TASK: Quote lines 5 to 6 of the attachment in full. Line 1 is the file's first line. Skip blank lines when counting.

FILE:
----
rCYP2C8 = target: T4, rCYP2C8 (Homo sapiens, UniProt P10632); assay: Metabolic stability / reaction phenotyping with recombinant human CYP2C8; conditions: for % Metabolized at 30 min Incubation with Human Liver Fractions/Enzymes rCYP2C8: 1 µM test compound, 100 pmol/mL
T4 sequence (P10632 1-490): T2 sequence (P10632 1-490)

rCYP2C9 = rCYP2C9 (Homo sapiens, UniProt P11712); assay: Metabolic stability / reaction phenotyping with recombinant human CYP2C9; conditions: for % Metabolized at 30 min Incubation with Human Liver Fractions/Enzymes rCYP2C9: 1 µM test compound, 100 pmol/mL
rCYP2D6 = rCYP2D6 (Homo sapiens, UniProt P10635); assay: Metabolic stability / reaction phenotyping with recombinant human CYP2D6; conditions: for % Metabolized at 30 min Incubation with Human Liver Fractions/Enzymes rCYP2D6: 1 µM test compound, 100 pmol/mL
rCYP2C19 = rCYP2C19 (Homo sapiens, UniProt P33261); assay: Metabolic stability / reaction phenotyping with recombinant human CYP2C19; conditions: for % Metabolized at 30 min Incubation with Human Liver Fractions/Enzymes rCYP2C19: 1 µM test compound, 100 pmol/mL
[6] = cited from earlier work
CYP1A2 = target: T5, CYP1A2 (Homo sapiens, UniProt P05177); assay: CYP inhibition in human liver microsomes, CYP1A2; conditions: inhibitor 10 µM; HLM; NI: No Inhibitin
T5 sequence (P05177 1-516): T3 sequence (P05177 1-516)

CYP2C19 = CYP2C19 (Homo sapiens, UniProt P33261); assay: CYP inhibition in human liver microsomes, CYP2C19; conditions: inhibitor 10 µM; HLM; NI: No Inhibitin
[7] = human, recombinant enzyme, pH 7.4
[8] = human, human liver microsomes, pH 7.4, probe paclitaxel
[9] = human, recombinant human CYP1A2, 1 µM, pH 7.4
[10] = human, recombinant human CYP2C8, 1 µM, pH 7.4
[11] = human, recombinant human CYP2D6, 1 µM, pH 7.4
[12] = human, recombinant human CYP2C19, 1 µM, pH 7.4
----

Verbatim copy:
rCYP2C19 = rCYP2C19 (Homo sapiens, UniProt P33261); assay: Metabolic stability / reaction phenotyping with recombinant human CYP2C19; conditions: for % Metabolized at 30 min Incubation with Human Liver Fractions/Enzymes rCYP2C19: 1 µM test compound, 100 pmol/mL
[6] = cited from earlier work